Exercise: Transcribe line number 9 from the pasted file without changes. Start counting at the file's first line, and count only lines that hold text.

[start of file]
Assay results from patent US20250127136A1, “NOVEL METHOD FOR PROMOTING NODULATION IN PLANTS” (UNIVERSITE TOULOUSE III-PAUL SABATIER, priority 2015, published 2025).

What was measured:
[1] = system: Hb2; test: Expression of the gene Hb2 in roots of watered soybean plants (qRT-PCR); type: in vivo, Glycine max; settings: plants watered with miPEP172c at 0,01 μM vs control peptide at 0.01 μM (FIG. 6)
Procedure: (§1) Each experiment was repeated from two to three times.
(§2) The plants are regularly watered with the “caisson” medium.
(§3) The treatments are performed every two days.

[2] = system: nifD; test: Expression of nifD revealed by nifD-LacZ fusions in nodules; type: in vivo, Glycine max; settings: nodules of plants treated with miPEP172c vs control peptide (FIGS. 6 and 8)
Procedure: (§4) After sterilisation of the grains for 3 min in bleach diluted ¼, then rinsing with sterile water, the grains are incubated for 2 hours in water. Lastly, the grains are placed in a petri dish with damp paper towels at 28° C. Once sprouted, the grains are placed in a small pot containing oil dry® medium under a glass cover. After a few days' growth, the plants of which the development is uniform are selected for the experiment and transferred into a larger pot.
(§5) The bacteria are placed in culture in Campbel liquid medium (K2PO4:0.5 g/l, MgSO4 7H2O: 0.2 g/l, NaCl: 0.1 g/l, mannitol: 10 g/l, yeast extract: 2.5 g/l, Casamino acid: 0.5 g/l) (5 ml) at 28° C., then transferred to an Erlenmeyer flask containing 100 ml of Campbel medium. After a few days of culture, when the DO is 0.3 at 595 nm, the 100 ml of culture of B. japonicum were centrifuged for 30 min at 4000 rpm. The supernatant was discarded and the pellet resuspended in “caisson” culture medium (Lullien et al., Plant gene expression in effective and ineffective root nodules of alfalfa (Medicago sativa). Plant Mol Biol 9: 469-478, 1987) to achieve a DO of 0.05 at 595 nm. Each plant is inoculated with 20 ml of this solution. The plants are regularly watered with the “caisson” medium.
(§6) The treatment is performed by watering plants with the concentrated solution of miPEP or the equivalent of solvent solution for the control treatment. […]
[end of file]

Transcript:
(§5) The bacteria are placed in culture in Campbel liquid medium (K2PO4:0.5 g/l, MgSO4 7H2O: 0.2 g/l, NaCl: 0.1 g/l, mannitol: 10 g/l, yeast extract: 2.5 g/l, Casamino acid: 0.5 g/l) (5 ml) at 28° C., then transferred to an Erlenmeyer flask containing 100 ml of Campbel medium. After a few days of culture, when the DO is 0.3 at 595 nm, the 100 ml of culture of B. japonicum were centrifuged for 30 min at 4000 rpm. The supernatant was discarded and the pellet resuspended in “caisson” culture medium (Lullien et al., Plant gene expression in effective and ineffective root nodules of alfalfa (Medicago sativa). Plant Mol Biol 9: 469-478, 1987) to achieve a DO of 0.05 at 595 nm. Each plant is inoculated with 20 ml of this solution. The plants are regularly watered with the “caisson” medium.